“Initiate legislative review of The Environmental Assessment Act, The Forest Resources Management Act, and The Environmental Management and Protection Act.”

“Continue consultations with targeted stakeholder groups such as business organizations, academics, environmental non-government organizations, municipal and industry representatives on legislative amendments.”

“Implement a new organizational structure in support of the new environmental management model.”

Strategy: Enhance co-operation among western provinces in environmental and resource management

“Minimize duplication and maximize federal/provincial co-operation to ensure the environment is protected by continuing effective agreements with agencies and by entering into new agreements with The Canadian Nuclear Safety Commission (CNSC) and Fisheries and Oceans Canada: seek to maximize provincial regulation of nuclear activity under the ~~Nuclear Safety and Control Act in Saskatchewan through an administrative agreement with CNSC.”

Premier Brad Wall has long complained about the nuclear regulatory approval process.

In the article Don’t cut payments, Wall says (Leader-Post, Oct. 29, 2008) James Wood reported Wall saying “there are areas of federal-provincial duplication of services where the federal government could cut instead, such as “environmental processes.” He said there could still be “very onerous” environmental regulations with less bureaucracy.”

Wall was responding to Prime Minister Stephen Harper’s call for a First Minister’s meeting on Nov. 10, 2008. Wood said the Conservative government was contemplating “budget cuts or a potential deficit.”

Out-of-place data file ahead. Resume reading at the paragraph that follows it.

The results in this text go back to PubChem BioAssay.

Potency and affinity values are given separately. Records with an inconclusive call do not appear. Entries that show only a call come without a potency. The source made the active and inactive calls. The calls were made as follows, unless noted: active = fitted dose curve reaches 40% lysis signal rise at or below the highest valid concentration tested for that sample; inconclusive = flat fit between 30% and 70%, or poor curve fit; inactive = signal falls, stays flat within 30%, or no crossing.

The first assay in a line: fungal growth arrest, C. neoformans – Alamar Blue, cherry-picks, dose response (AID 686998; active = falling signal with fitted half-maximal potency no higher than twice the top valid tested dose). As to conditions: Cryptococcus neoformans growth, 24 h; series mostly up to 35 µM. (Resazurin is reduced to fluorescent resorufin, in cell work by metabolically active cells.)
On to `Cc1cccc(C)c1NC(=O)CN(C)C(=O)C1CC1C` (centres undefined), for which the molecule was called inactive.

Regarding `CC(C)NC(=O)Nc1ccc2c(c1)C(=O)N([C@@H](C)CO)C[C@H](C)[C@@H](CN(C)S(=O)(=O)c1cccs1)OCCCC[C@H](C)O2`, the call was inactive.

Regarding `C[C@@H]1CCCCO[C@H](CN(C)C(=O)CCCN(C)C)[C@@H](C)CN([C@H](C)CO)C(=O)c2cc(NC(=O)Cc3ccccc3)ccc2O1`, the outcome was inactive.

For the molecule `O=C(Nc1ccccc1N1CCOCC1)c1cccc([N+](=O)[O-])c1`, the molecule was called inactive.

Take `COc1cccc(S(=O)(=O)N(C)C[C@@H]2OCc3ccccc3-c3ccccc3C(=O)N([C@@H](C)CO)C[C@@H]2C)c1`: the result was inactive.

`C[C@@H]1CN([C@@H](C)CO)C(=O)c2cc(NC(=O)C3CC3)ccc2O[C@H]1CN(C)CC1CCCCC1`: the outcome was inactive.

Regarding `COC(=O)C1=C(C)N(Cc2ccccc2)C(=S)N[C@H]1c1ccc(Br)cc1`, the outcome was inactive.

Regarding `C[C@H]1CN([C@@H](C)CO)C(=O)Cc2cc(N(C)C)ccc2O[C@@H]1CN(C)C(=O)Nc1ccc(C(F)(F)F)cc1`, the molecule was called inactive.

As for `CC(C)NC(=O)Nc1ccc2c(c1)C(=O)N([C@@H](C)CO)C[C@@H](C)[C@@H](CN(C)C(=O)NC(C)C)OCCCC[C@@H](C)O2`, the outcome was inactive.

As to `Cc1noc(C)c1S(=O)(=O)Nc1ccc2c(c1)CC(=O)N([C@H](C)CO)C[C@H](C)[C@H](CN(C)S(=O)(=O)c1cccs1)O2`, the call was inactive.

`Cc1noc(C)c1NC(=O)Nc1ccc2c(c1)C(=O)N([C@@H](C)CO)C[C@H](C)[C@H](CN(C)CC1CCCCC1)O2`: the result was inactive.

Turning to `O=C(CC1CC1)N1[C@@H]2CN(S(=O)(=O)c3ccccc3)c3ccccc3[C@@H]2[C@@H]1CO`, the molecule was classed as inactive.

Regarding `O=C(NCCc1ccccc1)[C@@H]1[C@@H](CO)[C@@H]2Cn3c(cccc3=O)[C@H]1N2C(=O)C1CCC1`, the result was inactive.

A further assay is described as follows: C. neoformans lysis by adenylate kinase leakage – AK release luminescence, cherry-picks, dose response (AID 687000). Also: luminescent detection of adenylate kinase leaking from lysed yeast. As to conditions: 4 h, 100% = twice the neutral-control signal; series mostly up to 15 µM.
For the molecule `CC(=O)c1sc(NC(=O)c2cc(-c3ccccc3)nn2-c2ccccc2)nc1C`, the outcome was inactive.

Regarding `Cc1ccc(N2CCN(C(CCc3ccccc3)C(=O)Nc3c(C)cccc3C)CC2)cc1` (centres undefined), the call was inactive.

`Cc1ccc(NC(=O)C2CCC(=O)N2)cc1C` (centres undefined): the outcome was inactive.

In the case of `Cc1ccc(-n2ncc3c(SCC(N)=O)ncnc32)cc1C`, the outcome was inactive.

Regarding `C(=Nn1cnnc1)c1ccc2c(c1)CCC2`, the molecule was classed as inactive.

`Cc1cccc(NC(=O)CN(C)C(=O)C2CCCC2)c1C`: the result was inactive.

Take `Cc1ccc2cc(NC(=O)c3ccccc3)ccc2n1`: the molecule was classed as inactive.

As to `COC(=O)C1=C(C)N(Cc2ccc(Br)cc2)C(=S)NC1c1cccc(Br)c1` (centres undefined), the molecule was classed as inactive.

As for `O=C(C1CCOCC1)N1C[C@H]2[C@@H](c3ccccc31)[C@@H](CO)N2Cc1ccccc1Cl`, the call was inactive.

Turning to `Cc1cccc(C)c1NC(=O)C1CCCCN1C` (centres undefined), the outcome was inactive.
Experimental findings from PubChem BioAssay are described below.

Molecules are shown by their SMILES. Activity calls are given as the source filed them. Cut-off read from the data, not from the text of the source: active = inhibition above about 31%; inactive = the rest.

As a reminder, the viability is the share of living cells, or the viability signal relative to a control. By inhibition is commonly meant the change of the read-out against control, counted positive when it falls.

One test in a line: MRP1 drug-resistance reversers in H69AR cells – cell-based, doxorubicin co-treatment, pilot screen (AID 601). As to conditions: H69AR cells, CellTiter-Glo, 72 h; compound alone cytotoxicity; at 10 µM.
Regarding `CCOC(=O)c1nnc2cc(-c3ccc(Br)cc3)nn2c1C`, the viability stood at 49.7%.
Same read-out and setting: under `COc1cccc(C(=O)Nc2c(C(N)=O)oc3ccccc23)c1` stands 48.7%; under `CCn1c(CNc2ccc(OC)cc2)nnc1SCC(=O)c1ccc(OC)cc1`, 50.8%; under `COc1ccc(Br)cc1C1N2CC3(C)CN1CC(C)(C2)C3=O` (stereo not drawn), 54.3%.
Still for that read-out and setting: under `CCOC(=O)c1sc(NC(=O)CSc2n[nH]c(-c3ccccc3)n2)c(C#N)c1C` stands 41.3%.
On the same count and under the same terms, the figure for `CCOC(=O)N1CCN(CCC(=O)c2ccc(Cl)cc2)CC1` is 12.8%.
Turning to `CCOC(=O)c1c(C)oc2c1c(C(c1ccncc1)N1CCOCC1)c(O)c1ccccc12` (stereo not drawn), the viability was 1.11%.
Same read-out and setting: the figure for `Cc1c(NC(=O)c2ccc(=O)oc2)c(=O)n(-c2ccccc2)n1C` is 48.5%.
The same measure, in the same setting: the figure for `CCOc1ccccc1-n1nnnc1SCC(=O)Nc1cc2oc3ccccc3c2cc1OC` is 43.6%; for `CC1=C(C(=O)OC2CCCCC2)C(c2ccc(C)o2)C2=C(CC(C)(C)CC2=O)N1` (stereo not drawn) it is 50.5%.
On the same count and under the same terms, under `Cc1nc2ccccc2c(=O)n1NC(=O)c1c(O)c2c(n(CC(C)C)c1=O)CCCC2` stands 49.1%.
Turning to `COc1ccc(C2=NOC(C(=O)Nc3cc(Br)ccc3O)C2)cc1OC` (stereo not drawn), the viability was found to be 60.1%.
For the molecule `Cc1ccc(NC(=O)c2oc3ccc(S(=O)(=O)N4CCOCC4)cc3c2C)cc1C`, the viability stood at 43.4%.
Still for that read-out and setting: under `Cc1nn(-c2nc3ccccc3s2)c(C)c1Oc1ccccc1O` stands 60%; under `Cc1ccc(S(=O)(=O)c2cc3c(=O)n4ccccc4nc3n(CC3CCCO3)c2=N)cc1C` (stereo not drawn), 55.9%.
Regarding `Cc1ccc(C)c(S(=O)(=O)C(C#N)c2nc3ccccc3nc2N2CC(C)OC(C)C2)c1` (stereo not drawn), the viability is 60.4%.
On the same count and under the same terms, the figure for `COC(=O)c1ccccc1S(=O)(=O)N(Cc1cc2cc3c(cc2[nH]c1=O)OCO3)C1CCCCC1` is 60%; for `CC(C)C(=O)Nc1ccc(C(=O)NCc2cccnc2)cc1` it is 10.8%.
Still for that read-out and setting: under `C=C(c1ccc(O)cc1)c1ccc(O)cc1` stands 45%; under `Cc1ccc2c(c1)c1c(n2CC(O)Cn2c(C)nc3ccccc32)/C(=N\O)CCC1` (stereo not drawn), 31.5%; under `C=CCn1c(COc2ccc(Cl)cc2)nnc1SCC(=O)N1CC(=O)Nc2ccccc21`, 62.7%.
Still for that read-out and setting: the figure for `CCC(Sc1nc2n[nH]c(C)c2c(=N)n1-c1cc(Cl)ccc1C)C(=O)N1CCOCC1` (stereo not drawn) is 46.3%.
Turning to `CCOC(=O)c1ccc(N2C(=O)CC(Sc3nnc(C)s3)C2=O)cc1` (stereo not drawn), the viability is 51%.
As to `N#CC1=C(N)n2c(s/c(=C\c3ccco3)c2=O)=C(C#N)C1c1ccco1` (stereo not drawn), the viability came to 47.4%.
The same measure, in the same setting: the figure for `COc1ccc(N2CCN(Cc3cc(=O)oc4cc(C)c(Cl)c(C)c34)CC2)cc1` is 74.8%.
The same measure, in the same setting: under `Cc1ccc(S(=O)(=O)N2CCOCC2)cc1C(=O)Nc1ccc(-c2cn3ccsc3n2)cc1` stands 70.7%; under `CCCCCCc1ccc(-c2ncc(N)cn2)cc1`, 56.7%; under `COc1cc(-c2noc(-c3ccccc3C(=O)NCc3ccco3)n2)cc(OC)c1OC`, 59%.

In Jan. 2008, Wood reported the Saskatchewan Party government was concerned that “the length of time it takes for new nuclear power projects to come on-line in Canada could close the “window of opportunity” it sees opening for the province’s uranium supply.”

In the article Wall calls for “new national approach” on licensing for nuclear reactors (StarPhoenix, Jan. 28, 2008) the premier called “for a “new national approach” on licensing for nuclear reactors, saying that the actual deployment of new nuclear power sources could take decades under Canada’s current regulatory regime.”

Wall also called the federal Crown corporation Atomic Energy of Canada Ltd. (AECL) “a big stumbling block for the expansion of nuclear power.”

“There is a bit of a renaissance on the nuclear side, partly because of the greenhouse gas part, partly because of climate change. At that time in our history, what’s frustrating is that we have all these difficulties, all these potential challenges that are going to hold back the country - and Saskatchewan sees itself as having a role here, so therefore holding our opportunities back - to really take the next step, to have potentially the next-generation technology, the next new national approach to the industry,” he said in an interview.

The Wall government has told the public repeatedly that no decision has been made on nuclear power. But the plans put forward by Enterprise Saskatchewan and Environment Ministry doesn’t seem to support that claim.